St Leonard’s Primary School

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About St Leonard’s Primary School

Name St Leonard’s Primary School
Ofsted Inspections
Headteacher Miss Karen Roberts
Address Fairway, Stafford, ST16 3TW
Phone Number 01785334960
Phase Primary
Type Community school
Age Range 4-11
Religious Character Does not apply
Gender Mixed
Number of Pupils 211
Local Authority Staffordshire
Highlights from Latest Inspection

What is it like to attend this school?

Leaders and staff at St Leonard's want to achieve the very best outcomes for their pupils. They want pupils to enjoy their learning and do well in all the subjects they study.

Pupils visit historical places of interest. They learn about gardening and habitats in the school's conservation area. They carry out interesting investigations in science.

Leaders place a great emphasis on pupils' physical and mental well-being. They ensure that pupils are happy and safe and that all pupils are well supported. The school's positive ethos reflects the school's values.

Leaders aim for pupils to be respectful, resilient, reflective, responsible, caring and confident. Teac...hers encourage pupils to try hard, have a go and persevere at things. Pupils are polite and friendly and are proud of their achievements.

Pupils enjoy warm and caring relationships with each other and with school staff. Pupils say that they are well looked after. They know that if they have a concern or a worry, including about bullying, an adult will help them sort it out.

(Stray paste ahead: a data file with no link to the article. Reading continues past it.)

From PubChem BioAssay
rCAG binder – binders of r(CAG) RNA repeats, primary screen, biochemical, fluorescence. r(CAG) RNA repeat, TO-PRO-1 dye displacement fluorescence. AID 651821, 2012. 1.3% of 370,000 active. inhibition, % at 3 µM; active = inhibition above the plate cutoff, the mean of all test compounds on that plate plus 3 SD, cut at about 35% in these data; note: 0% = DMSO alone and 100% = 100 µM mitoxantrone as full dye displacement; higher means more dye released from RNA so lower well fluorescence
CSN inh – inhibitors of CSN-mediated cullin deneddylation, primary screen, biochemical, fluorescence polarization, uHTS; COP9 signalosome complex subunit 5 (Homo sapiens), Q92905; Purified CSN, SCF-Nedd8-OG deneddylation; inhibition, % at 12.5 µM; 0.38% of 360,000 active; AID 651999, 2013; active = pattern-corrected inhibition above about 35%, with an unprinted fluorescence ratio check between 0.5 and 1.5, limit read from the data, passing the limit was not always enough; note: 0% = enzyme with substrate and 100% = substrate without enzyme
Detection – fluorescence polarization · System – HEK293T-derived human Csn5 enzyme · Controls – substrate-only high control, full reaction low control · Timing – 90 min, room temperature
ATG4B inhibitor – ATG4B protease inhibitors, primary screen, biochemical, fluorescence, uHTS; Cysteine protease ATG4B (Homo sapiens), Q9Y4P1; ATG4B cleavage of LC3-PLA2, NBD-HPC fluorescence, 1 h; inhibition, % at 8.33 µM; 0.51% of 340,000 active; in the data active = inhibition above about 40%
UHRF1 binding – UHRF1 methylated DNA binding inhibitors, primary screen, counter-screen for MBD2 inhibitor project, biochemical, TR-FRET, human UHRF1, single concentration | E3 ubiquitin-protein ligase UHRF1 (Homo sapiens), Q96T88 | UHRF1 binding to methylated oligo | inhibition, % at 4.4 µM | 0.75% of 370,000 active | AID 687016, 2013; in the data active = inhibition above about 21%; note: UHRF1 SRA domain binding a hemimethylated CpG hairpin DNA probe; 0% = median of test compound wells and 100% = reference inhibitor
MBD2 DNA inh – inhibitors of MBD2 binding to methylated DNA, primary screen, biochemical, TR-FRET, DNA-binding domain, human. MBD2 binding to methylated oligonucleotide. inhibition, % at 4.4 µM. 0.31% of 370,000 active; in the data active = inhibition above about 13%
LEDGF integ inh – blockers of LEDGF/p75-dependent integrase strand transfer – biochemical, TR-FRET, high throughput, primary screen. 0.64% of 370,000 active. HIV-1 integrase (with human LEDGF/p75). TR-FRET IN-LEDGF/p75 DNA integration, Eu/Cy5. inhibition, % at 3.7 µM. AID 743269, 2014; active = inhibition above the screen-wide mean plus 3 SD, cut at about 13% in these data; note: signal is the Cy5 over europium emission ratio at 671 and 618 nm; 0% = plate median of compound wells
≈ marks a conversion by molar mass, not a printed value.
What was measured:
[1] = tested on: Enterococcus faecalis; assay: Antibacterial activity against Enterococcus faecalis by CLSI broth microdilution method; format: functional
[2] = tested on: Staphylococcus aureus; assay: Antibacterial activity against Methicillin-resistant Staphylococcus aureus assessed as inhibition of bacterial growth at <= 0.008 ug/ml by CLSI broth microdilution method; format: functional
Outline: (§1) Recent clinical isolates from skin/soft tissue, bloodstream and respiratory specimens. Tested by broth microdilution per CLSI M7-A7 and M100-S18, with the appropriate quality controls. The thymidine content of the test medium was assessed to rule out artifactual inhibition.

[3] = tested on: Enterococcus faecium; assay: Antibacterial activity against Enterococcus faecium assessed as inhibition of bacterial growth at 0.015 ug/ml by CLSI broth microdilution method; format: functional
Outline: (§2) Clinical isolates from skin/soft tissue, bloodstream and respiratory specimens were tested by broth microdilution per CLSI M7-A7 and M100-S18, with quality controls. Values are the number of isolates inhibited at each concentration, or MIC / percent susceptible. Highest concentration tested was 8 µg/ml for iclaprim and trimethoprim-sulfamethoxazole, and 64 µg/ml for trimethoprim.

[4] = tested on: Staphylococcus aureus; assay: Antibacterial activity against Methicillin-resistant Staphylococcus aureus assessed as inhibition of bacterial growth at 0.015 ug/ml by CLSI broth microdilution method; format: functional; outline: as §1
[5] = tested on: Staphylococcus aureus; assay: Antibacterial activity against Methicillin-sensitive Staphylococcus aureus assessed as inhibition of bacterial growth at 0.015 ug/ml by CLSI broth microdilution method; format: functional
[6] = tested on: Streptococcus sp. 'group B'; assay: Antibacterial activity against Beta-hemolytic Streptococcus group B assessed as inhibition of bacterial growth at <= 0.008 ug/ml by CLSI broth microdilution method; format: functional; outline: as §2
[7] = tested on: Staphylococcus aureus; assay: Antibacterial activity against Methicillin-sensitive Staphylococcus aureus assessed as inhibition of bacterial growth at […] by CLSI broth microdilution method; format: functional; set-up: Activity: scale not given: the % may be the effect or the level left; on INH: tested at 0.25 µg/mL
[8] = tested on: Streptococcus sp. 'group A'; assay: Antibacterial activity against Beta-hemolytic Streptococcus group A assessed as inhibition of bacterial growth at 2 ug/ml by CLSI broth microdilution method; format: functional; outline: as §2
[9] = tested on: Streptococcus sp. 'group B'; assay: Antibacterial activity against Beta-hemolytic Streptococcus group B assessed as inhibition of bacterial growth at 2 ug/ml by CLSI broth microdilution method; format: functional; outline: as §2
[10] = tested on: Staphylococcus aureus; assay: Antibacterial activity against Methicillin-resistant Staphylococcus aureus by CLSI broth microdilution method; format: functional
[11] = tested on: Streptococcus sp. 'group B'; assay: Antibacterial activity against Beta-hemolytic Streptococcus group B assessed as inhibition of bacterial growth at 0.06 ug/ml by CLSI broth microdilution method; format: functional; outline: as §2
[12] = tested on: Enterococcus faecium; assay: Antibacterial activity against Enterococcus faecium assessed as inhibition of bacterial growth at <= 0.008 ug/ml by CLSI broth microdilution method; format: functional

Pupils are well behaved. They understand the school's behaviour system well.

What does the school do well and what does it need to do better?

Leaders have planned the curriculum carefully to broaden pupils' experiences and deepen their learning.

Pupils develop as independent, resourceful learners. Teachers give pupils opportunities to practise knowledge, skills and understanding. This helps pupils to remember what they have learned.

Leaders have high expectations and are aspirational for their pupils. This drive and ambition have led to better reading, writing and mathematics for all pupils, including disadvantaged pupils.

Reading is a high priority.

Pupils read a range of texts. They read books by different authors and develop their vocabulary well. For example, in Year 6 pupils read the classics such as 'Alice in Wonderland' as well as modern-day fiction.

Younger pupils enjoy listening to familiar stories. They get better at remembering and predicting them and join in with enthusiasm.

Leaders ensure that they train staff well in the teaching of phonics (letters and the sounds they represent).

Pupils achieve high standards. Teachers help pupils who fall behind to catch up quickly. Teachers provide most pupils with books matched to their phonic ability.

Sometimes, however, pupils read books that are too difficult for them. This means that they have to guess words too often.

Subject leaders ensure that teachers are clear about what pupils need to learn next.

Teachers make good use of the training they receive to strengthen their subject knowledge and expertise in subjects such as physical education (PE), for example.On occasion, teachers do not show pupils or explain clearly enough what pupils need to do. Sometimes pupils move on too quickly to the next area of learning before they have fully understood what they are doing.

Leaders and teachers support pupils with special educational needs and/or disabilities (SEND) well. The support they give is comprehensive and meets the needs of pupils with social and emotional needs as well as those who need academic support. Pupils with SEND achieve really well.